What is a dental implant?
A dental implant is a titanium-based post (similar to a screw) that is inserted surgically into your jawbone in order to replace the root portion of a missing tooth. It serves as a sturdy anchor for the future crown and abutment. A dental implant is an option that many patients choose to replace missing teeth. One tooth, several teeth, or all teeth on your upper and or lower jaws may be replaced with fixed dental implants. Implants may also be used in conjunction with a denture to improve stability and comfort of a denture.
A dental implant consists of 3 parts:
1. The dental implant “post” or screw- which is surgically placed into your jawbone (the part of the implant unit that is underneath your gum, surrounded by bone, therefore not visible).
2. The abutment- or internal connection between the implant the implant crown
3. The dental implant crown (the actual tooth portion of the implant that is visible)
Is a dental implant safe?
Again, a dental implant is made of titanium- a very common type of metal that is widely used in other medical specialties such as Orthopedics (joint or hip replacement surgeries), cardiology, and etc... Moreover, dental implants are biocompatible - in fact, dental implants have been reported to be about 90-95% successful over 10 years. Dental implants are strong and durable and will last many years. On occasion, their crown portions will have to be re-tightened or replaced due to normal wear.
Reasons for dental implants:
Replace one or more missing teeth without affecting adjacent teeth.
Resolve joint pain or bite problems caused by teeth shifting into missing tooth space.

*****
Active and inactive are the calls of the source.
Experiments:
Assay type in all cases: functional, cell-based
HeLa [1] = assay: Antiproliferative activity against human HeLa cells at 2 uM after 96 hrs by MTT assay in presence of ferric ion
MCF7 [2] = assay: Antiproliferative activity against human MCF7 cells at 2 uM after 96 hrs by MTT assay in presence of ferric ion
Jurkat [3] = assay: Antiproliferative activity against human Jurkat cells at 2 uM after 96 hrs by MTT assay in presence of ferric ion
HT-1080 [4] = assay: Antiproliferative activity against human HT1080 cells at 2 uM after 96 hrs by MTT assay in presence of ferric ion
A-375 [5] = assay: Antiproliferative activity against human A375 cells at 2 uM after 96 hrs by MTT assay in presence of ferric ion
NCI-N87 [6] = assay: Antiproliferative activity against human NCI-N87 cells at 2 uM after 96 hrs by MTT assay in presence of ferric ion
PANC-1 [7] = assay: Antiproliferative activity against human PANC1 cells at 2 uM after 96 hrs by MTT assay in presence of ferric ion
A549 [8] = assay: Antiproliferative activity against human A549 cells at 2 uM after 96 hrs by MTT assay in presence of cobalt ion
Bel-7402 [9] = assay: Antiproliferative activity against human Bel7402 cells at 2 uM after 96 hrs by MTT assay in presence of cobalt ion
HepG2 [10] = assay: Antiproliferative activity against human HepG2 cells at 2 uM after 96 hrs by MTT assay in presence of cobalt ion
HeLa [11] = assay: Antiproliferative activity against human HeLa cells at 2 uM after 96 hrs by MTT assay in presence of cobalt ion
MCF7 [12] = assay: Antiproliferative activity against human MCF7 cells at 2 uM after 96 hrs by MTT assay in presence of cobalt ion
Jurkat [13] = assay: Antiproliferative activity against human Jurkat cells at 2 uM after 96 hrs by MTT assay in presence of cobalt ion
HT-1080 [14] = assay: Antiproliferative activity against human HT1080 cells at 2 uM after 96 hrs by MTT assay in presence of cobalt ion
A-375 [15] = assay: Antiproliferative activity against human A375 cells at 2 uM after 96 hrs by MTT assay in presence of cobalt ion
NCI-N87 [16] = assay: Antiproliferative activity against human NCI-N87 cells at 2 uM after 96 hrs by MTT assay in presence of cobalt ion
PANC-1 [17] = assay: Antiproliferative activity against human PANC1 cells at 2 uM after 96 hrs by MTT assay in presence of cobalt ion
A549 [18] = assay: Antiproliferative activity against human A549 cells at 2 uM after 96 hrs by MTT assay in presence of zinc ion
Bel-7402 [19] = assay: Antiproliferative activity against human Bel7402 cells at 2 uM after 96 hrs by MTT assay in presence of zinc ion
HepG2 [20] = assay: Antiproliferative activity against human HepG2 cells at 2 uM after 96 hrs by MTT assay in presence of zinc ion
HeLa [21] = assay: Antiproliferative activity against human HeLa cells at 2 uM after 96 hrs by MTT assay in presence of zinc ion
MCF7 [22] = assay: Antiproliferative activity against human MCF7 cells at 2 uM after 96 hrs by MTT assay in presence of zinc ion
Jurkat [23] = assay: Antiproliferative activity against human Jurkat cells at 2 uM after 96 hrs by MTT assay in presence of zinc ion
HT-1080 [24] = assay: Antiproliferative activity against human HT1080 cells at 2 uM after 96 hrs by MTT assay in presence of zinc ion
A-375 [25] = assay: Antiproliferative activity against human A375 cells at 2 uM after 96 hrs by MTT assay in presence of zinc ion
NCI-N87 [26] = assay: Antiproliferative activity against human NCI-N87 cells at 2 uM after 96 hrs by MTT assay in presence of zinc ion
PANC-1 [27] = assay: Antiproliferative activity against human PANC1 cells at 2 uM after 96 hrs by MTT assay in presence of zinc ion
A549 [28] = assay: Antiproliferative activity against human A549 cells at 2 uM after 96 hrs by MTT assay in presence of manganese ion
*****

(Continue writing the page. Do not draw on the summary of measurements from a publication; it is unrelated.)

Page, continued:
Restore a patient’s confident smile.
Restore chewing, speech, and digestion.
Restore or enhance facial tissues.
Support a bridge or denture, making it more secure and comfortable.
What does getting dental implants involve?
The process of getting implants requires a number of visits over several months.
1. X-rays and sometimes impressions (molds) are taken of the jaw and teeth to determine bone, gum tissue, and spacing available for an implant.
2. While the area is numb, the implant will be surgically placed into the bone and allowed to heal and integrate itself for up to six months. Implants normally heal faster in the lower jaw compared to the upper jaw because of bone quality!
- If the bone is strong enough and the implant is stable when placed, a healing abutment will be placed in the same appointment. The healing abutment will look like a metal tube that penetrates past your gum.
-If a healing abutment is not placed at the time of implant placement, then a flat cover screw will be placed on top of the implant. The implant will have to heal first before the healing abutment can be placed at a later procedure called Uncovery Surgery (Phase 2).
3. After sufficient healing time for the implant, a second surgery known as an UNCOVERY surgery may be required to place the healing abutment. The healing abutment will look like a metal tube that penetrates past your gum. Recall that this procedure may have been done at the time of implant placement in Phase 1.
4. After the implant and healing abutment has healed sufficiently, the next phase is to take select the implant color and to take impressions of the implant, which are sent to the laboratory to create the Implant Final Abutment and Implant Crown. This Phase will be completed by your Restorative Dentist.
After about 3 weeks, the artificial crown is made by the laboratory and is now ready to be fitted to the implant “anchor” portion. Because several fittings may be required, this step may take one to two months to complete.
You will receive care instructions when your treatment is completed. Good oral hygiene and eating habits, alongside regular dental visits, will aid in the life of your new implant.
If you have questions about dental implants or would like to schedule a consultation, please contact our office.